Home / UncategorizedChobani Founder Surprises 2,000 Employees with Ownership Stake in His Company

Chobani Founder Surprises 2,000 Employees with Ownership Stake in His Company

When you’re an employee at a company–regardless of its industry–you want to feel like your contributions matter, and that your hard work doesn’t go unnoticed. For the staff at Chobani, a rapidly growing Greek yogurt company, their dedication has been rewarded in a way they didn’t expect. Two thousand full-time employees were recently handed an ownership stake that could potentially make some of them millionaires if the privately-held company is ever sold or goes public.

The grand gesture was the work of founder Hamdi Ulukaya, a Turkish immigrant who started Chobani in a defunct Kraft yogurt manufacturing plant in upstate New York. Since its humble beginnings in 2005, the company has grown to be worth an estimated $3 billion.

Ulukaya is passing along the prosperity of Chobani onto the people who were there from the beginning. Still a majority owner, the shares came directly from him. “I’ve built something I never thought would be such a success, but I cannot think of Chobani being built without all these people,” he told The New York Times. “Now they’ll be working to build the company even more and building their future at the same time.”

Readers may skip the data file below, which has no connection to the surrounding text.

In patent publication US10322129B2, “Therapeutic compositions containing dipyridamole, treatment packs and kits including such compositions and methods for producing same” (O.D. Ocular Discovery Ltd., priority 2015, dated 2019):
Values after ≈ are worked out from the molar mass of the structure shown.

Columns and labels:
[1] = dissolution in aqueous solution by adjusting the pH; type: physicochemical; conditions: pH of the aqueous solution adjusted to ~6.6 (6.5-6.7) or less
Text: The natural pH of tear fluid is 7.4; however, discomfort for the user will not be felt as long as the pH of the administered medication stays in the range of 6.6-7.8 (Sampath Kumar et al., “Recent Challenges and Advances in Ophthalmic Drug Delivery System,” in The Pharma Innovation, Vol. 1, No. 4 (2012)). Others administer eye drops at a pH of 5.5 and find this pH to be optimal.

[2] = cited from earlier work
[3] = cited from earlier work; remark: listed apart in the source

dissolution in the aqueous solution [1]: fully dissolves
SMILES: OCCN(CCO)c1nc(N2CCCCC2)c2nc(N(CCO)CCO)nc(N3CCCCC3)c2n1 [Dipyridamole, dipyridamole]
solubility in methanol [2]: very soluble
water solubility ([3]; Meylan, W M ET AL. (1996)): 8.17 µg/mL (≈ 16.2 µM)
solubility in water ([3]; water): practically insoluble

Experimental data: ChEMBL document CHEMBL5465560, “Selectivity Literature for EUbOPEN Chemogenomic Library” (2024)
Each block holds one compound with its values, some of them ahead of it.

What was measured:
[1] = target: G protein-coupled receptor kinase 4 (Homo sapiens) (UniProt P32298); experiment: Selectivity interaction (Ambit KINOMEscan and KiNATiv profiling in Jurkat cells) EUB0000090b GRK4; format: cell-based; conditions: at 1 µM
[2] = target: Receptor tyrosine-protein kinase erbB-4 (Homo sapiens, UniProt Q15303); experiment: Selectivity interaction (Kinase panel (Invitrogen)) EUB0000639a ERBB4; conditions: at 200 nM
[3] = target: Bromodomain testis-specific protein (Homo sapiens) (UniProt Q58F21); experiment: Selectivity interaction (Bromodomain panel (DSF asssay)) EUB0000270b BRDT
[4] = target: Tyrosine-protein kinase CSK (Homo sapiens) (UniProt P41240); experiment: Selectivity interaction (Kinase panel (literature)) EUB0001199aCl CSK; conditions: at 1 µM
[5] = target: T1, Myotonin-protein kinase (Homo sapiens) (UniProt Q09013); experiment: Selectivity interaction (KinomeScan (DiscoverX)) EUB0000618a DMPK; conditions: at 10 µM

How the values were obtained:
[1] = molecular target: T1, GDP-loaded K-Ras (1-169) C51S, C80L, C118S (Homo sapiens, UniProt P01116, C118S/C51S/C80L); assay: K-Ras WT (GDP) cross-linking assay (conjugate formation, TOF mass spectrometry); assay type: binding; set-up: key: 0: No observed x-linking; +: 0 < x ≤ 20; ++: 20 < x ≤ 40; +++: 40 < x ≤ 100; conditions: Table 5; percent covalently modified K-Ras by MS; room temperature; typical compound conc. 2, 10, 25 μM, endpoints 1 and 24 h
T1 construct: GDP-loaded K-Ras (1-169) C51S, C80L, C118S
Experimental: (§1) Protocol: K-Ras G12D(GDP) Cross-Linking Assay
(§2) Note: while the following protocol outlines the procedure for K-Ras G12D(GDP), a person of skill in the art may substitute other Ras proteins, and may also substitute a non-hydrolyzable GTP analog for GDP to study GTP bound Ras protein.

The announcement came as a surprise to employees. On Tuesday morning, each received a white packet that detailed information about how many Chobani shares they were given. This number was based on tenure–the longer a worker had been there, the bigger their stake.

In general, this financial move is a rare one–it’s uncommon to transfer shares to employees after the value of a company has been firmly established. Ulukaya’s gesture demonstrates a passion for more than just products or profits, but for the people working every day to make it successful.

Above: Hamdi Ulukaya (on left) handing employees their prized white envelope. 

Above photo credit: Johannes Arlt

Photo credit: Alexandra Hootnick for The New York Times

Photo credit: Alexandra Hootnick for The New York Times

via [Reddit, The New York Times, NPR]

Sara Barnes

Sara Barnes is a Staff Editor at My Modern Met and Manager of My Modern Met Store. As an illustrator and writer living in Seattle, she chronicles illustration, embroidery, and beyond through her blog Brown Paper Bag and Instagram @brwnpaperbag. She wrote a book about embroidery artist Sarah K. Benning titled 'Embroidered Life' that was published by Chronicle Books in 2019. Sara is a graduate of the Maryland Institute College of Art. She earned her BFA in Illustration in 2008 and MFA in Illustration Practice in 2013.

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